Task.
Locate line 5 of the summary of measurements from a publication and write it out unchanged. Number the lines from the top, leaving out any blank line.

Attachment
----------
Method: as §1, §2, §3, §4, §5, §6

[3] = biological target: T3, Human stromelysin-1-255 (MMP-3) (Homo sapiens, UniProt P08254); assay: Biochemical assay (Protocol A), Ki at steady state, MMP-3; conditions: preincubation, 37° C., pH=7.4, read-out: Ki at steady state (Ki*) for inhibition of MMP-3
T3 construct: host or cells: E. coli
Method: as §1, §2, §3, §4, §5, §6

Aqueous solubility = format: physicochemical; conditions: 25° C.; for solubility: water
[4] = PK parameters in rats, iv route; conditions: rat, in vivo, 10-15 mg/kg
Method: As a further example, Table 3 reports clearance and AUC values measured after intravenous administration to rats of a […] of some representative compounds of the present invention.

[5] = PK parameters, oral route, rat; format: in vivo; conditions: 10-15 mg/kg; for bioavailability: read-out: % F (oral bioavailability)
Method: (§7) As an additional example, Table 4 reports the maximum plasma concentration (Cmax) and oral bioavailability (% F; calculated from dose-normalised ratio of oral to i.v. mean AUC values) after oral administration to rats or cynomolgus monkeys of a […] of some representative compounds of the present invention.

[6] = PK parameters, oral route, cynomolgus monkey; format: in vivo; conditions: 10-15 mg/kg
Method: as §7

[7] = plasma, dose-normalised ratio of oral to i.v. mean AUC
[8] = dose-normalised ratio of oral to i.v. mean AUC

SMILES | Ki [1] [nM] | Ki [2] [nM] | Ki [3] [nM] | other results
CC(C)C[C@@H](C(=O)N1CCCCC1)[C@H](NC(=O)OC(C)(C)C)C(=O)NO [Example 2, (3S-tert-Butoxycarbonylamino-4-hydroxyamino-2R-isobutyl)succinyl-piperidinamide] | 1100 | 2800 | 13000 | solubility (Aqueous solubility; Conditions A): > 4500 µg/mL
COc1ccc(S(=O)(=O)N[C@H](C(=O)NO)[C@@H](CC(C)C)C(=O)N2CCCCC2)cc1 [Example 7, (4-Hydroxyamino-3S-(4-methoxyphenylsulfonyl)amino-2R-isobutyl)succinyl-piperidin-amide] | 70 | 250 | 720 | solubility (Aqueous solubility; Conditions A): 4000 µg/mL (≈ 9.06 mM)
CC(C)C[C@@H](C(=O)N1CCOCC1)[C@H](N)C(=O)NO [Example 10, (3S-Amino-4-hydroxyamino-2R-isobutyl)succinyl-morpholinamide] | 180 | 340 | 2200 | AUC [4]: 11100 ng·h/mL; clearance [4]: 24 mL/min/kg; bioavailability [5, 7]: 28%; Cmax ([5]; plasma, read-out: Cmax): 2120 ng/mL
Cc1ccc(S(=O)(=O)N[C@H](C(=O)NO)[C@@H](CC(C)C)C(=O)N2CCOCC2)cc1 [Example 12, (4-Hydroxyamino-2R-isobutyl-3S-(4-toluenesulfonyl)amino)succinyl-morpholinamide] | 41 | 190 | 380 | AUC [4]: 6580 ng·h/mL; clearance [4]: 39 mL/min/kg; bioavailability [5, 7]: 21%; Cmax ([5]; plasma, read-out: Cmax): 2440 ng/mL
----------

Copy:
Aqueous solubility = format: physicochemical; conditions: 25° C.; for solubility: water